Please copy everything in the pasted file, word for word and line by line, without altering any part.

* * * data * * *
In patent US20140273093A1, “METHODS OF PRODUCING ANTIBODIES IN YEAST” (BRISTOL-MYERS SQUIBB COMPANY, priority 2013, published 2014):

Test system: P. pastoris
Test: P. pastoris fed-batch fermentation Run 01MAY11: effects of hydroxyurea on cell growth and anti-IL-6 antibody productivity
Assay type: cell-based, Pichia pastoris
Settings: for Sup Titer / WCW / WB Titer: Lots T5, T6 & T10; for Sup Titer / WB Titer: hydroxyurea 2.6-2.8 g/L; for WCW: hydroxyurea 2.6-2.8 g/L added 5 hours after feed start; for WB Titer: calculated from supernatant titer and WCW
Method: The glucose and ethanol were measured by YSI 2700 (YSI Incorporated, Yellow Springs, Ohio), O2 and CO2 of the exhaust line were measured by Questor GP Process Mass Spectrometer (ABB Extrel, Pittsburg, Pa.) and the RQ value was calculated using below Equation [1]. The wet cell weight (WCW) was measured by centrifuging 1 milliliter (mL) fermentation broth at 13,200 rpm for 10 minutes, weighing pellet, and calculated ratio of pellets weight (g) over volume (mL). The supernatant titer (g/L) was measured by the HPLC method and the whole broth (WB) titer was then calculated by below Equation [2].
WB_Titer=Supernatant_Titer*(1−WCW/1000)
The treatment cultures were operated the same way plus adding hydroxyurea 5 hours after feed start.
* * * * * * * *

In patent US20140273093A1, “METHODS OF PRODUCING ANTIBODIES IN YEAST” (BRISTOL-MYERS SQUIBB COMPANY, priority 2013, published 2014):

Test system: P. pastoris
Test: P. pastoris fed-batch fermentation Run 01MAY11: effects of hydroxyurea on cell growth and anti-IL-6 antibody productivity
Assay type: cell-based, Pichia pastoris
Settings: for Sup Titer / WCW / WB Titer: Lots T5, T6 & T10; for Sup Titer / WB Titer: hydroxyurea 2.6-2.8 g/L; for WCW: hydroxyurea 2.6-2.8 g/L added 5 hours after feed start; for WB Titer: calculated from supernatant titer and WCW
Method: The glucose and ethanol were measured by YSI 2700 (YSI Incorporated, Yellow Springs, Ohio), O2 and CO2 of the exhaust line were measured by Questor GP Process Mass Spectrometer (ABB Extrel, Pittsburg, Pa.) and the RQ value was calculated using below Equation [1]. The wet cell weight (WCW) was measured by centrifuging 1 milliliter (mL) fermentation broth at 13,200 rpm for 10 minutes, weighing pellet, and calculated ratio of pellets weight (g) over volume (mL). The supernatant titer (g/L) was measured by the HPLC method and the whole broth (WB) titer was then calculated by below Equation [2].
WB_Titer=Supernatant_Titer*(1−WCW/1000)
The treatment cultures were operated the same way plus adding hydroxyurea 5 hours after feed start.